Sarah Fleming

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Witness at Frances Coles' inquest.

Born c.1834 in Chester. Estranged wife of plasterer William Fleming (b.1827) and deputy of Spitalfields Chambers, the lodging house at 8 White's Row[1]. She appeared on the third day of the Coles inquest.

She said she had known the deceased woman as Frances and that she had stayed at the lodging house on various occasions over the preceding eight months. Coles had come into the lodging house at about 10.30pm, 12th February 1891, whereupon she was joined by a man who she later identified as James Sadler.

She was then subjected to further questioning as her evidence appeared to contradict that of Charles Guiver, but agree with that of Samuel Harris:

Mr. Mathews. - You spoke to him, I believe. Did you notice the condition of his face?

Witness. - He was very dirty, as if he had fallen on the ground.

Mr. Mathews. - Did you notice any blood on it?

Witness. - No. He asked if he could go into the kitchen, and I said he could not, as strangers were not allowed. When I had turned my back he passed me and went down into the kitchen.

Mr. Mathews. - Did you see him afterwards sitting in the kitchen?

Witness. - Yes. I saw him sitting by the side of Frances. It was 11 o'clock when he came in, but I did not see him go out.

Mr. Mathews. - Did you see the woman Frances leave the house?

Witness. - Yes, she went out about 12 o'clock. I saw her go through the street door.

Mr. Mathews. - Are you sure it was Frances?

Witness. - Yes. She passed my office, and I saw her face.

Mr. Mathews. - Did you ever see her again alive?

Witness. - No, Sir.

Mr. Mathews. - Your evidence is in direct conflict with the evidence of Gyver, but is at one with the evidence of Harris. How long were you in your office?

Witness. - Till 4 o'clock, and I can see everybody who comes through the passage.

Mr. Mathews. - Did you see the man come back that night?

Witness. - Yes. He came about 3 o'clock on Friday morning. He came up to the office and asked if he could go into the kitchen, and I said "No." He said "Why not?" and I replied, "Strangers are not allowed." He then said I was a hard-hearted woman. He had been robbed of his money in Ratcliff-highway.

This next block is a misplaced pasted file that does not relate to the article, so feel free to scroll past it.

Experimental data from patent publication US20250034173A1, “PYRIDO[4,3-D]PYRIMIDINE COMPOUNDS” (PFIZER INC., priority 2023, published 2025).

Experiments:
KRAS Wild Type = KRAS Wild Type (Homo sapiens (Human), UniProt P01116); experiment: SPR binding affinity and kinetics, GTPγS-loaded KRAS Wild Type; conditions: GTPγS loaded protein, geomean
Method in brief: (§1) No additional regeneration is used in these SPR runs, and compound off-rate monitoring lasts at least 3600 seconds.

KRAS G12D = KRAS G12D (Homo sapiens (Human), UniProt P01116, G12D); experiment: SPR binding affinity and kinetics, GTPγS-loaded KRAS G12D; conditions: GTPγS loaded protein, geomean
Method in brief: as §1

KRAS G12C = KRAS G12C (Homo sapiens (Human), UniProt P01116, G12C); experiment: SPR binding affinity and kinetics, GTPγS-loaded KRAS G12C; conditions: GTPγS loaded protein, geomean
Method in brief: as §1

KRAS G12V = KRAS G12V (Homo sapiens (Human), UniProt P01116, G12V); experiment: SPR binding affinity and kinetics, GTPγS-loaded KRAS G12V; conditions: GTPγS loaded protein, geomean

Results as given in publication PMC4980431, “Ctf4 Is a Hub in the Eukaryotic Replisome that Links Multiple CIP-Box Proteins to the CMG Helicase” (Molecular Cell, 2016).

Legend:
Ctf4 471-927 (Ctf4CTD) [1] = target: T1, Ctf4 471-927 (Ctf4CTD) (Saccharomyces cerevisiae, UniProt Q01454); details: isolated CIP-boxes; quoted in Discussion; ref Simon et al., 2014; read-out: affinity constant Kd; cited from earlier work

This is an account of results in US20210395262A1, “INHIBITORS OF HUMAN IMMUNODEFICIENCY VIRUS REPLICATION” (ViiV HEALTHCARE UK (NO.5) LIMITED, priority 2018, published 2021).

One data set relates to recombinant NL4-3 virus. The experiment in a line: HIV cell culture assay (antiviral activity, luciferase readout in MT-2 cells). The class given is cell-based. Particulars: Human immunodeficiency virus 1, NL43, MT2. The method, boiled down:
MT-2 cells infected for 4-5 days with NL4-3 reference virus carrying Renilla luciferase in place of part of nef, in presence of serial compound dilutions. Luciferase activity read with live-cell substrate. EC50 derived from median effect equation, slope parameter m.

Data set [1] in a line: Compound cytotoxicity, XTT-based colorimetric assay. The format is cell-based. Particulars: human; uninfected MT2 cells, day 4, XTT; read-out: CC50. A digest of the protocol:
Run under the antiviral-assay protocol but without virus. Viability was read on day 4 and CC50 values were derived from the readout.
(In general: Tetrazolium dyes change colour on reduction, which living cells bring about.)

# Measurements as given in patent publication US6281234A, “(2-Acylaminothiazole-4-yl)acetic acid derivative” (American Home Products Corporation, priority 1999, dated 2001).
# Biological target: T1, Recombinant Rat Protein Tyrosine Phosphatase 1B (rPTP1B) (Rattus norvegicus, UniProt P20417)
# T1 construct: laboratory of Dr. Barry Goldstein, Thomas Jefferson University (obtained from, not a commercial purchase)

Mr. Mathews. - Was his face cut and bleeding?

Witness. - Yes. He had a cut on the right cheek and under the left eye. He said he had been knocked down and kicked about, and that, besides stealing his money, they had robbed him of his watch, but it was only a common one.

Mr. Mathews. - What did you say further?

Witness. - I said that if I let him stop in the kitchen they might think his injuries had been done in the house. I told him to go out, and, as he still hung about the door, I called the watchman to put him out, but Sadler then walked away.

Mr. Mathews. - You spoke of the injuries just now. Did you notice if his head was cut?

Witness. - I don't know. There was blood running down both cheeks, but not a great quantity.

Mr. Mathews. - Did you notice his hands at the time?

Witness. - He turned his pocket out to show he had no money and I then saw blood on the palm of his right hand.

The CORONER. - What did the man say when he came back?

Witness. - He asked if the young woman Frances was in, and I said I had not seen her since she went out at 12 o'clock. It was after that that he asked to be allowed to go into the kitchen. On Sunday I identified Sadler at the Leman-street Police Station as the man who had been at the lodginghouse on the 12th inst.

Mr. Lawless. - When the man came back was he sober?

Witness. - No. He was very drunk[2]

It appears that Sarah and her husband were back together by the time of the 1891 census (less than eight weeks later) as they were then both registered at 8 White's Row. She was described as a charwoman.


  1. Census reports 1891
  2. Inquest report, The Times, 21st February 1891